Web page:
Petropolitics – 2019 style

As I write this in Late November 2019, we are in the middle of the oddest British general election campaign I can recall. It is by no means clear what the outcome is going to be, and the choice seems to be choosing an irrelevant option or picking a party that might be the least damaging.

We are in an era defined by what (or who) people are against, not what they are for. Debate is framed by blaming the “others” for what they have done/will do and simply stating that you are for the opposite of that. None of the political parties offer policies that stack up using the accepted logic or economics of the late 20’th century. Nor are they willing to justify them in those terms. This is a dangerous time where sub-groups (old, young, migrants, followers of religions, business owners, workers, environmentalists, the fossil fuel industry, etc.) are at risk of being pitted against one another – each blaming the other for causing the situation they believe is comming. Fearful that one group has stolen the others’ hope.

We are in globally unstable times. Perhaps energy supply is a contributory factor.

The UK became a net exporter of Oil in 1979 and our economy boomed. In 2005 we became an importer again. Things became bleaker. Shale Oil has recently led to the USA becoming self-sufficient for the first time since the second world-war. China is an importer of energy.

The USA have no energy-related interest to protect by managing global tensions but perhaps China now does. Could this be part of the reason that the world feels less stable?  Look across Europe, North and South America, Hong-Kong Australia and the Arab World and see how divisive and “entitled” the politics and associated direct-action has become.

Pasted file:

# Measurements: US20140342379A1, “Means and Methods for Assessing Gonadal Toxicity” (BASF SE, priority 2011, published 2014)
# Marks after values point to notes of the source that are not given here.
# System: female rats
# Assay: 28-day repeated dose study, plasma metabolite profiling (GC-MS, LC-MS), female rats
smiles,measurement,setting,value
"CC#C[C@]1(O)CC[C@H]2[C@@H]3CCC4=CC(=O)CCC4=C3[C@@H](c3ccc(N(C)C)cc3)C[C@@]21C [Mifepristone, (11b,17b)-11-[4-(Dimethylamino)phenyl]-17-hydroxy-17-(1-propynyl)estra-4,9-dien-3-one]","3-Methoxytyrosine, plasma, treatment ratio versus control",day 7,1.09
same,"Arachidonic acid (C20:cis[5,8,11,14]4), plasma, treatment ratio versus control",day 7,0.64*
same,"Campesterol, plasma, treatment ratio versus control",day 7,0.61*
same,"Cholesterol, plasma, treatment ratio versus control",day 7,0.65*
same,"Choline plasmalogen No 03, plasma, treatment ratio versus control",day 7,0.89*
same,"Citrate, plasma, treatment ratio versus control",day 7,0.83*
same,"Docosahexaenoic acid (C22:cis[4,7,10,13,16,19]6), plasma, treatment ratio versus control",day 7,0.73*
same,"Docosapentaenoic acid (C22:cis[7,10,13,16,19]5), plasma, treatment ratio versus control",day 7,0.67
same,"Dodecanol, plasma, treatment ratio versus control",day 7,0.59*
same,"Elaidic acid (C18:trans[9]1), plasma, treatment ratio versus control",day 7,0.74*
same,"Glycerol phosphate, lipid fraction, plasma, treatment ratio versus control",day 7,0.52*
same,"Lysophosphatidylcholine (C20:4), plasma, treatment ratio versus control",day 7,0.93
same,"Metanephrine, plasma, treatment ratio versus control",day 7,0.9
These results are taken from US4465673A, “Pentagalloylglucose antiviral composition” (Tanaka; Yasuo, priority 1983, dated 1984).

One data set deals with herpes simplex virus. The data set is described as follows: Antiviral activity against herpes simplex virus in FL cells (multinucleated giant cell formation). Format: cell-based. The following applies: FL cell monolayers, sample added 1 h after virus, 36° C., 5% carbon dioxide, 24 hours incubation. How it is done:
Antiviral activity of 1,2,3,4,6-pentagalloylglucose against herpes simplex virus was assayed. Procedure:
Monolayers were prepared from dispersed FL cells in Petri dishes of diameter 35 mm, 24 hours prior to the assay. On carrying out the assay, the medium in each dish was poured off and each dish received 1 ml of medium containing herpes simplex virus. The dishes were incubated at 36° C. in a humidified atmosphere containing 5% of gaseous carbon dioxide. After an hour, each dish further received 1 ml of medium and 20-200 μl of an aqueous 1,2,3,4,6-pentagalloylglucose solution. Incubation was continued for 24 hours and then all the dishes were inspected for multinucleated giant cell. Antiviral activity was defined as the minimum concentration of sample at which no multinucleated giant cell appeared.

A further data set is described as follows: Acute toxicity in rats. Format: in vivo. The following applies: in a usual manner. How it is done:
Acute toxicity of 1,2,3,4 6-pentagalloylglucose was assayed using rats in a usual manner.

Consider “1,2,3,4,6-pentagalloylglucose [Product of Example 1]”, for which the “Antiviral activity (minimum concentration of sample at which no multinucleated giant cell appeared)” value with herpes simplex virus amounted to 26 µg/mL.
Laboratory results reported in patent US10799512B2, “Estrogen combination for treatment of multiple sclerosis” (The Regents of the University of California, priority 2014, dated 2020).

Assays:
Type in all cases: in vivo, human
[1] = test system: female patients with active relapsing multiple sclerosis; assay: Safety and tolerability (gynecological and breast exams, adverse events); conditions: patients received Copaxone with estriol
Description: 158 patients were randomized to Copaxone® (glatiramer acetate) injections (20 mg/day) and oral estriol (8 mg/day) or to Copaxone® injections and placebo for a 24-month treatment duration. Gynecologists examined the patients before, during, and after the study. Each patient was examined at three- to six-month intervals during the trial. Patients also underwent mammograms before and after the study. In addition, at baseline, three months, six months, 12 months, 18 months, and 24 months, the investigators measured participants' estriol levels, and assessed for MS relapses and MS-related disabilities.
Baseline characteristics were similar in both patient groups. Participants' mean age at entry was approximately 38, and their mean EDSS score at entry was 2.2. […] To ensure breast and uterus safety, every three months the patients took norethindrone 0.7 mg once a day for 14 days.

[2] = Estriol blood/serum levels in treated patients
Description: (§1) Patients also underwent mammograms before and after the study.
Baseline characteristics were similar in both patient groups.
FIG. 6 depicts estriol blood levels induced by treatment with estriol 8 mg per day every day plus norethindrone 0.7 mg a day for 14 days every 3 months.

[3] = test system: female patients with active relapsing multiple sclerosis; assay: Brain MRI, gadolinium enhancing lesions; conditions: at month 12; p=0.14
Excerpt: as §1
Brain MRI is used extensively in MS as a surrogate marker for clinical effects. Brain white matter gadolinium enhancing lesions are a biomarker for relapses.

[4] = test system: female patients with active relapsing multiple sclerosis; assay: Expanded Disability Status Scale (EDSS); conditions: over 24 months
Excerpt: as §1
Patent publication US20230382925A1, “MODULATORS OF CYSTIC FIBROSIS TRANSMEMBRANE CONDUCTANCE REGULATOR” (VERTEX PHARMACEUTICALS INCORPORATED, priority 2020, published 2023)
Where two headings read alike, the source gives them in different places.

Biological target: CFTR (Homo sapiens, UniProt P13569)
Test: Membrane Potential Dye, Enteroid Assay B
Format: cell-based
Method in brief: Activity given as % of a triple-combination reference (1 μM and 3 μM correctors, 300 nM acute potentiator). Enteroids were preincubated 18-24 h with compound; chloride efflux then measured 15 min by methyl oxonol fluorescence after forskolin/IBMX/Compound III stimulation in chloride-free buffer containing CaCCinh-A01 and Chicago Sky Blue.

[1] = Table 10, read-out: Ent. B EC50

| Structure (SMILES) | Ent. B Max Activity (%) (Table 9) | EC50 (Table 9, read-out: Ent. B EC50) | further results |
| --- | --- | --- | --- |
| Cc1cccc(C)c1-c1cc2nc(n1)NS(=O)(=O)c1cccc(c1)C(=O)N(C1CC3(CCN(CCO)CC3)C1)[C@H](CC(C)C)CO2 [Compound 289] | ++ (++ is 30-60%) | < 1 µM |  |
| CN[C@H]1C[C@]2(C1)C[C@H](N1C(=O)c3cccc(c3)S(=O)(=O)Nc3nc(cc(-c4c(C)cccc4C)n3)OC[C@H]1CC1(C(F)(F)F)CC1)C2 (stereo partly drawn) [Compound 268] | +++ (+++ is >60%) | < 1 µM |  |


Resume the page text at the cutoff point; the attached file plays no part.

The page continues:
One area where there is broad agreement, however, is on climate change. We are in a net carbon zero goal-setting race. And we’re in good company – other countries are falling over themselves to do likewise (with notable exceptions of course).

This is a topic that the world has rallied around to fight a common “enemy”. Big themes (such as the previous “war on terror”) can be used to justify the case for actions that are irrational if viewed using other frameworks – such as logic, or economics.

Is it right that we permit large nations to pollute our planet and if not, how can we stop it? As an example, today’s FT reports that the Permian basin is set to flare 7BCM of associated gas this year – for comparison, the whole UK gas sector produces 45BCM per year.

Weighing up the pro’s and con’s of reduced carbon emissions, understanding the winners and losers and the national self-interests is not easy, and the result will not be determined only by logic and economics. Politics and the opinions of the uninformed could be decisive. And disastrous.

Currently, anyone expressing a view other than that we should halt emissions and reverse climate change is lambasted. The Oil and Gas industry needs to be careful to understand and react to the political climate (i.e. the opinions of others) and not rely on the logic of days-past and the economic models from the 70’s. Lip service, ignorance or faux-concern is the wrong approach.

We risk losing the license to operate in the UK and this will damage us all.

Published by

Gareth Davies

Entrepreneur, Management Consultant, Technologist - Interested in all things Upstream Oil and Gas, New Ventures and Projects.

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